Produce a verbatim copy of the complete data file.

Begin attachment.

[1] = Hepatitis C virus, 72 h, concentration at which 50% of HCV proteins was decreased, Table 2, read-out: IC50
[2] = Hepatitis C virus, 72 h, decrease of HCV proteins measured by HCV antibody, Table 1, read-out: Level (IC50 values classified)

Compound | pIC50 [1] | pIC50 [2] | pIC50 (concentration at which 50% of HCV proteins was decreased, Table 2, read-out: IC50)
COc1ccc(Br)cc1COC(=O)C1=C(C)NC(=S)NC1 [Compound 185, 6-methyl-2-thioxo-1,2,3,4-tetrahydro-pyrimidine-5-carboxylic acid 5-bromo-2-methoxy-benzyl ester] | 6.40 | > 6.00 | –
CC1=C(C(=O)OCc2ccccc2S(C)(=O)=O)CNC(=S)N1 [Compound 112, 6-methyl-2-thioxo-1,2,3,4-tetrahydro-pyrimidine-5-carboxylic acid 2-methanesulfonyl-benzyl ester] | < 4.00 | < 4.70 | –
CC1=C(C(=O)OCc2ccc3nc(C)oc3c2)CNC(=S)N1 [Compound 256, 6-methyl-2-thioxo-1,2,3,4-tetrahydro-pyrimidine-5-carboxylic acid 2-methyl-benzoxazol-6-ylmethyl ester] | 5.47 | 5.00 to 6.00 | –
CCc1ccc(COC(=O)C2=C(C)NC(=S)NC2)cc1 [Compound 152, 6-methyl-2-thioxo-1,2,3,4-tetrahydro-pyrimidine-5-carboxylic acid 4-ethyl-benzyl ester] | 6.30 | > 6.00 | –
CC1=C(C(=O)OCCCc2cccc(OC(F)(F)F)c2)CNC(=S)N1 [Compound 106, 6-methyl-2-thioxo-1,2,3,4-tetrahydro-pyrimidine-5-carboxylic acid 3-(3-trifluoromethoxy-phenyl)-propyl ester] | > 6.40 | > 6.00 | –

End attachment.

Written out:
[1] = Hepatitis C virus, 72 h, concentration at which 50% of HCV proteins was decreased, Table 2, read-out: IC50
[2] = Hepatitis C virus, 72 h, decrease of HCV proteins measured by HCV antibody, Table 1, read-out: Level (IC50 values classified)

Compound | pIC50 [1] | pIC50 [2] | pIC50 (concentration at which 50% of HCV proteins was decreased, Table 2, read-out: IC50)
COc1ccc(Br)cc1COC(=O)C1=C(C)NC(=S)NC1 [Compound 185, 6-methyl-2-thioxo-1,2,3,4-tetrahydro-pyrimidine-5-carboxylic acid 5-bromo-2-methoxy-benzyl ester] | 6.40 | > 6.00 | –
CC1=C(C(=O)OCc2ccccc2S(C)(=O)=O)CNC(=S)N1 [Compound 112, 6-methyl-2-thioxo-1,2,3,4-tetrahydro-pyrimidine-5-carboxylic acid 2-methanesulfonyl-benzyl ester] | < 4.00 | < 4.70 | –
CC1=C(C(=O)OCc2ccc3nc(C)oc3c2)CNC(=S)N1 [Compound 256, 6-methyl-2-thioxo-1,2,3,4-tetrahydro-pyrimidine-5-carboxylic acid 2-methyl-benzoxazol-6-ylmethyl ester] | 5.47 | 5.00 to 6.00 | –
CCc1ccc(COC(=O)C2=C(C)NC(=S)NC2)cc1 [Compound 152, 6-methyl-2-thioxo-1,2,3,4-tetrahydro-pyrimidine-5-carboxylic acid 4-ethyl-benzyl ester] | 6.30 | > 6.00 | –
CC1=C(C(=O)OCCCc2cccc(OC(F)(F)F)c2)CNC(=S)N1 [Compound 106, 6-methyl-2-thioxo-1,2,3,4-tetrahydro-pyrimidine-5-carboxylic acid 3-(3-trifluoromethoxy-phenyl)-propyl ester] | > 6.40 | > 6.00 | –